• misleading voters about risk & the root causes of various problems concerning the voters,
  • governing in favour of the lobby group who offer the greatest short term benefits to the political party in power.

Tragically in my view, we have excessive politics and not enough leadership amongst the global institutions and multi-national companies operating and influencing World events. Instead, in my view, we need the best minds in the World, whether in multi-nationals, governments, retired, or in start ups, providing leadership to design win-win solutions that benefit the environment and multiple countries, if not entire continents. This would leave politicians to administer the follow-on details, including how benefits are divided up between groups and across generations, in the spirit of sustainable design.

Political Stability amongst Nations

If nations such as Russia, Saudi Arabia, Syria, Israel & North Korea want greater political stability, it’s likely to come from improved international trade. That’s because trade expands the areas of common interest internationally. Perhaps there are more common interests than various countries realise and more leadership is needed to debate these common interests?

Surely the Arab and Balkan states and various religious groups can see the stalemate suffering that endures in the Middle East (Israel-Palestine) if they continue to duplicate that type of close-neighbour conflict. Surely they can see how much there is to gain from co operation on sustainable design instead?

The Israel-Palestine Conflict

My guess is that for Israel & Palestine, the only real future peace for both will come from sustainable design of a common solution (two recognised states), yet both have entrenched politics and minimal leadership to (yet) achieve it. Probably that design will have to come externally, (at the UN level), because of the high level of legacy bitterness and suffering making constructive debate almost impossible. Such a common solution might involve Israel donating some land that adjoins the Gaza Strip to the Palestinian state, along with joint ventures to alleviate overcrowding in the Gaza Strip. Israel could act to then improve crop farming on the donated land to help feed the population of the Gaza Strip. In return, Palestinians would formally recognise the state of Israel and cease armed activity against it, or risk Israeli ground troops imposing recurrent occupancy (checkpoints & house searches) on their territory.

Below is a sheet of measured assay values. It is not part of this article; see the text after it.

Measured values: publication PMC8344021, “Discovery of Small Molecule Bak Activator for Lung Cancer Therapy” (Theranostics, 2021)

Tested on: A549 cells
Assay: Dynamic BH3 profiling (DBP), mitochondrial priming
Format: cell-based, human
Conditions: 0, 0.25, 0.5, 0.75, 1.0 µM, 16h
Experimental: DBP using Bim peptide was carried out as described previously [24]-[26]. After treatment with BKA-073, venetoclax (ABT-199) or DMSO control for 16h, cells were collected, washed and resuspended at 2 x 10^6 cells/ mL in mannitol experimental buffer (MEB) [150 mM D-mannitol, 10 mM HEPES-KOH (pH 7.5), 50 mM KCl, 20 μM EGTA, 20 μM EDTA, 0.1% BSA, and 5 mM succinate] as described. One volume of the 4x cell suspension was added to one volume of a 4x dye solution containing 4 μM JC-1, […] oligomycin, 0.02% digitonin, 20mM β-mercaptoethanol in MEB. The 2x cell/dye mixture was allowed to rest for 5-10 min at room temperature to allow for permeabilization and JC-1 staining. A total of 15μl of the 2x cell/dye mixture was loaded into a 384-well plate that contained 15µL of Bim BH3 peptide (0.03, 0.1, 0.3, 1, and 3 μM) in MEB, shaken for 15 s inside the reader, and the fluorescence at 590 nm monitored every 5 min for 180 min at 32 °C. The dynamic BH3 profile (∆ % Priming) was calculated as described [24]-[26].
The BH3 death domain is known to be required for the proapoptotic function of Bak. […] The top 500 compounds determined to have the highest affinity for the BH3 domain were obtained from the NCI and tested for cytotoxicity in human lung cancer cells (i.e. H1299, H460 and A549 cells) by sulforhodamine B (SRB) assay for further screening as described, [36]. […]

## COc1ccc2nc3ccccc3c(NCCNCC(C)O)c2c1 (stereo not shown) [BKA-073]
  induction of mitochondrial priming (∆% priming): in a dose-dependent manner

The Failed State Problem

The failed states are those without any political voice internationally, because they no longer function as a nation. In some ways their governance is like the issues of common law of the oceans, the colonisation of Space, the governance of Antartica and international rules governing multi national company conduct.

Perhaps the leadership solution emerging for the failed states will simply be greater UN governance of these areas, with eventual return to humanitarian self-governance. Why? Every time warring factions within these areas commit atrocities that drive the innocent civilians to emigrate, the flood of refugees become an international problem. Similarly, every time international terrorist groups enter such areas to use them as training grounds (with or without local consent), the results also become an international problem.

At least with UN intervention governance, the humanitarian governance problem can be contained geographically and innocent peoples’ lives protected, so they can survive to ultimately pursue humanitian self-governance. The issue delaying UN governance is under what circumstances should the UN step in to over-ride self determination and how forceful should it become when resistance is encountered?  This is probably a set of criteria to be developed by clever minds and agreed by all UN member countries.